Looks like the SEC is gearing up for a crusade.
that the regulator began an investigation 18-months ago into the incentive fees paid by fund sponsors to brokerage firms and advisors who sell their products. A full analysis is expected by the end of the year, the newswire reports, and could lead to an overhaul of the practice.
scribe Jed Horowitz writes that:
If SEC commissioners should act on the pending analysis, however, it could lead to an overhaul of how the fund industry pays for sales and how the brokerage industry discloses the money it collects, fund industry officials said.
Earlier this week, the SEC leveled fraud charges
against a Houston RIA for allegedly failing to disclose the revenue-sharing fees it received from broker for assets allocated to funds on one particular custodial platform.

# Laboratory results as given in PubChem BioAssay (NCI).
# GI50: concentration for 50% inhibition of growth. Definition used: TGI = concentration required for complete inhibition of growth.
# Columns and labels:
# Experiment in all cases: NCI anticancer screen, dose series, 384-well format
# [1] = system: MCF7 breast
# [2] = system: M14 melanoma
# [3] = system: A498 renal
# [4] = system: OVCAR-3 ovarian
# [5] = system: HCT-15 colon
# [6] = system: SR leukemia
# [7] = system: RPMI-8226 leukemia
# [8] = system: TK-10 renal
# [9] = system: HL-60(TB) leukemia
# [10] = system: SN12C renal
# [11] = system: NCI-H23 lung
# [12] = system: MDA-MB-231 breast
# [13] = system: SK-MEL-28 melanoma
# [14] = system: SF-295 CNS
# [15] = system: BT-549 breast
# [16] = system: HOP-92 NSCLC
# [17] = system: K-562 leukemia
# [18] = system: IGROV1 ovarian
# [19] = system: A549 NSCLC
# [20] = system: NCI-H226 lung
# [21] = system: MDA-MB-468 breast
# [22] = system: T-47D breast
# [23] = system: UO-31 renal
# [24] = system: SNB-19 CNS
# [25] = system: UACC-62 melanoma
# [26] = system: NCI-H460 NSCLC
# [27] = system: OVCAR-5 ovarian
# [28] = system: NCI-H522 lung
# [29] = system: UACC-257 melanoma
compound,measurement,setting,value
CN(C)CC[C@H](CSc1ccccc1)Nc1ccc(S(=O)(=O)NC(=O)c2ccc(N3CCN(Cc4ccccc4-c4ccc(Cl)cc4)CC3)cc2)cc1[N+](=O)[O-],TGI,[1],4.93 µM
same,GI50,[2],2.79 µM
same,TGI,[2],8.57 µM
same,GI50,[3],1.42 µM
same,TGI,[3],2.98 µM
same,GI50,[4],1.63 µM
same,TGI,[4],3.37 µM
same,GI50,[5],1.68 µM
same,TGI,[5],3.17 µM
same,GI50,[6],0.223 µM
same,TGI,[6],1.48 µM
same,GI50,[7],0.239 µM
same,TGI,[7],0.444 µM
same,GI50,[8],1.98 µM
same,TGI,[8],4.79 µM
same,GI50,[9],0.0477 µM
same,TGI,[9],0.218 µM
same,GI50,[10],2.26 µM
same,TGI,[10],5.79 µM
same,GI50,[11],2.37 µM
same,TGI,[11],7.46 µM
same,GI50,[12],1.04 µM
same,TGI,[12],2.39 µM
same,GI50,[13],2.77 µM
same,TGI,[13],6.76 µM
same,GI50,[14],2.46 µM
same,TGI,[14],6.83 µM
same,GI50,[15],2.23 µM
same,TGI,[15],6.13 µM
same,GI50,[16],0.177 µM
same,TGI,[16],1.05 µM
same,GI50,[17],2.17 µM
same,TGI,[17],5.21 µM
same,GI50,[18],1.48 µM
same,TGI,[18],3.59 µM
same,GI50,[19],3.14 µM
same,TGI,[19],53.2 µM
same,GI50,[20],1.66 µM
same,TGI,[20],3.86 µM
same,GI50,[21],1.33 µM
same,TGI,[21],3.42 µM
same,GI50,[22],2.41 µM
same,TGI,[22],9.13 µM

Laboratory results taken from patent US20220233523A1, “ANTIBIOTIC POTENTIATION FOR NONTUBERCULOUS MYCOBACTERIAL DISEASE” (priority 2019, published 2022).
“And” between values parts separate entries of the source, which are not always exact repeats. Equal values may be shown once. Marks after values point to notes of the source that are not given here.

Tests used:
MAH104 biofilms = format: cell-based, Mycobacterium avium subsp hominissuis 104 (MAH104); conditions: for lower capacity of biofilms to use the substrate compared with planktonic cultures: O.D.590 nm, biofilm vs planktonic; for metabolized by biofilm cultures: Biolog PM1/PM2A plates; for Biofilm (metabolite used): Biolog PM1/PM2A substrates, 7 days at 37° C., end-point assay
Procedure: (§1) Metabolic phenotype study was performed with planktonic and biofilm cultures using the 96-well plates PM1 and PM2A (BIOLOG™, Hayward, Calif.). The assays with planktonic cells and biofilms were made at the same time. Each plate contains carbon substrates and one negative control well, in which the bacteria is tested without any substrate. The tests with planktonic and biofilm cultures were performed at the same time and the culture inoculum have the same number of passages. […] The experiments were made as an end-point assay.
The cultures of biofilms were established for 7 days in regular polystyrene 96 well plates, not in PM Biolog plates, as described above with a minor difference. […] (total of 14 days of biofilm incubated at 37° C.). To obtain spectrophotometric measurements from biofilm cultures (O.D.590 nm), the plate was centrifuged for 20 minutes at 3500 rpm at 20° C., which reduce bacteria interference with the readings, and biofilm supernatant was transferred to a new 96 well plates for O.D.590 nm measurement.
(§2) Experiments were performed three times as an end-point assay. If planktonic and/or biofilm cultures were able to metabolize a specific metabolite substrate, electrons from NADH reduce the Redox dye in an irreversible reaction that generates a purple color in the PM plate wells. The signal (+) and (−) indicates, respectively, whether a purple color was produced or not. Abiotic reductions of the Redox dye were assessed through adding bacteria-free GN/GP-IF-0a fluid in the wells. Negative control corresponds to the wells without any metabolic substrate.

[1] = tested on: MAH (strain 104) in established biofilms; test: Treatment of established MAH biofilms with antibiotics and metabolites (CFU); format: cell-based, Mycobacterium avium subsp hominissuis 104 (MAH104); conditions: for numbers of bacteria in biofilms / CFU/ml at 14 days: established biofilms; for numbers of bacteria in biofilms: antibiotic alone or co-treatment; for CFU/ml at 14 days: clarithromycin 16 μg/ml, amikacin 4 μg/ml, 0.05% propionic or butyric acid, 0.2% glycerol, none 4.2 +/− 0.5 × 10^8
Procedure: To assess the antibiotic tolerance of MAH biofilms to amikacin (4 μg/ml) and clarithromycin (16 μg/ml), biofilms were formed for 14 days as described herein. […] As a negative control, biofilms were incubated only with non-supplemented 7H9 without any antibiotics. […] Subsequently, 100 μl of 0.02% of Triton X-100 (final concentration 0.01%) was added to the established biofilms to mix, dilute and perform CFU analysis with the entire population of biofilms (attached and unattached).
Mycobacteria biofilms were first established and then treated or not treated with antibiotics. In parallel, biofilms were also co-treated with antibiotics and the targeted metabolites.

As all fund executives know, the revenue-sharing web is a complex weave. Reuters'
Horowitz writes that "firms vary greatly in what they disclose and how they describe payments from fund companies," according to a review conducted by his newswire on the subject.
published a comparison of revenue-sharing disclosures from 22 broker dealers
late last month.
scribe also writes about another trend that fund executives have been struggling in recent years: brokerages asking for increasingly more support for selling the funds as well as payments. The support, Horowitz writes, can come in the form of specialized attention from wholesalers in the form of "presentations to clients and even offer practice management tools and advice."
Recently, Horowitz writes, the "requests have hardened into monetary demands."
Read more about the SEC investigation into revenue-sharing here in Horowitz's article for Reuters
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